here are some more:

(5) 6 of 10 +2 - (33)

(5) 5 of 10 +5 - (32, 23)

(5) 4 of 10 +6 - (22)

(6) 11 of 15 +0 - (443, 434, 344)

(6) 10 of 15 +3 - (442,424, 244, 334, 343, 433)

(5) 9 of 15 +5 - (234, 243, 342, 324, 432, 423)

(8) 15 of 20 +0 - (4443, 4434, 4344, 3444)

(7) 14 of 20 +3 - 4442, 4424, 4244, 2444, 4433, 4343, 4334, 3443, 3434, 3344)

(7) 13 of 20 +5 - (4432, 4423, 4342, 4324, 4243, 4234, 2434, 2443, 2344, 3424, 3442, 3244)

(a1) 3 of 9 w/7+1 and 15 of 20 +0 = 18 of 29 w/8--> 4 of 5 -1 + 4 of 5 -1 + 4 of 5 -1 + 5 of 5 = 35 of 49.

(a2) 3 of 9 w/7+1 and 14 of 20 +3 = 17 of 29 w/11--> 10 of 11 +5--> 4 of 5 -1 + 4 of 4 = 35 of 49.

or

(b1) 6 of 13 w/7+1 and 15 of 20 +0 = 21 of 33 w/8--> 4 of 5 -1 + 4 of 5 -1 + 6 of 6 = 35 of 49.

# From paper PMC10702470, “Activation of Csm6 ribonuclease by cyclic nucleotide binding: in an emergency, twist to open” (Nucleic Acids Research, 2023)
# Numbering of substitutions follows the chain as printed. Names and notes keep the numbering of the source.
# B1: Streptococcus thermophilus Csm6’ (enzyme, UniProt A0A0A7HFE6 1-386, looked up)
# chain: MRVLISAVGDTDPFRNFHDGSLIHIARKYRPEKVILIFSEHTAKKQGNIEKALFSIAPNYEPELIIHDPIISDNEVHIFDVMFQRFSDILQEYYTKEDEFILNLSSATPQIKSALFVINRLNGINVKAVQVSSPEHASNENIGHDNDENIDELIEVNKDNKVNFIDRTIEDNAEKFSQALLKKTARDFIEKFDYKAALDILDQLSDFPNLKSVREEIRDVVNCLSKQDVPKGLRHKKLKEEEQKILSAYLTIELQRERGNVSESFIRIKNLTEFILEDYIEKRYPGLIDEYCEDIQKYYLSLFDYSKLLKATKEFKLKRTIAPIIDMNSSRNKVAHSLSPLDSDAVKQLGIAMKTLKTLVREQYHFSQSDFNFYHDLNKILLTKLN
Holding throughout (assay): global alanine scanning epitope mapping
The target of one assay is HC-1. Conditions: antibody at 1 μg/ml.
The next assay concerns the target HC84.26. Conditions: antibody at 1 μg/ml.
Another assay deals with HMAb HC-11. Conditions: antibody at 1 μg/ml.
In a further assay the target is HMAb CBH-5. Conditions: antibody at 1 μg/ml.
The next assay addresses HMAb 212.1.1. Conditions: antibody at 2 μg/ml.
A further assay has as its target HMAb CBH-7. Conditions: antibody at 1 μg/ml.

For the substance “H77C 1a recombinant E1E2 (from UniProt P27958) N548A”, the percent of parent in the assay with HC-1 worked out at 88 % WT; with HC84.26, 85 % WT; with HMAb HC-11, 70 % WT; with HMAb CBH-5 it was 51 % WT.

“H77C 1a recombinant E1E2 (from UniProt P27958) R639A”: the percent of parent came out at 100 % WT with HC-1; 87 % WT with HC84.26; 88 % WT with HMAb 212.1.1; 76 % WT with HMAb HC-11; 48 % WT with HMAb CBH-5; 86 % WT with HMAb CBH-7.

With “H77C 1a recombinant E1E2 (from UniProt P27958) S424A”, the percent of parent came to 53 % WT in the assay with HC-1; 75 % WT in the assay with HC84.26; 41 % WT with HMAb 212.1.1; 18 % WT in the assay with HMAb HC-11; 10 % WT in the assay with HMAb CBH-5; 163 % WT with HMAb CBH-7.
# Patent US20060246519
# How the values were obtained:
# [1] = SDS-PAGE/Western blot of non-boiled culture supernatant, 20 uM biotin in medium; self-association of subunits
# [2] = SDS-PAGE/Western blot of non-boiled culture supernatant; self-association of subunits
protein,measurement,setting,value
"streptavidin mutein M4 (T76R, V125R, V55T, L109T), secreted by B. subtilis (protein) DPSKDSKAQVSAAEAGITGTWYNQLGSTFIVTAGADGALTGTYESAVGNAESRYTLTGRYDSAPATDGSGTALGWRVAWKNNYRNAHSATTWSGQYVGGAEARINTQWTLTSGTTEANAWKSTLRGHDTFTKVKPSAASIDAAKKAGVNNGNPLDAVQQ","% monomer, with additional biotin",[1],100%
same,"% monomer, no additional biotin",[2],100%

(b2) 6 of 13 w/7+1 and 14 of 20 +3 = 20 of 33 w/11--> 10 of 11 +5 + 5 of 5 = 35 of 49.

so whether a1 or a2 or b1 or b2 gives the extra bit to get the 36th card out of 50 and the last two as before.

again, hoping all that is in place and works. seemed like so many combinations were close but not quite. 39 might be toughâ€¦

Edited by plainglazed
poor cut and paste

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I think the bit debt idea will always have situations that produce contradictions, so I'm thinking it should be discarded.

I looked over plainglazed's 38, and I think it works. Nice.

Edit: I got another 38. It's slightly more complicated (1 more branch needed), but is based on yours, so I won't bother posting it. It uses 6of8's and 5of8's in combinations instead of groups of 5's in a bigger group of 20.

Edited by EventHorizon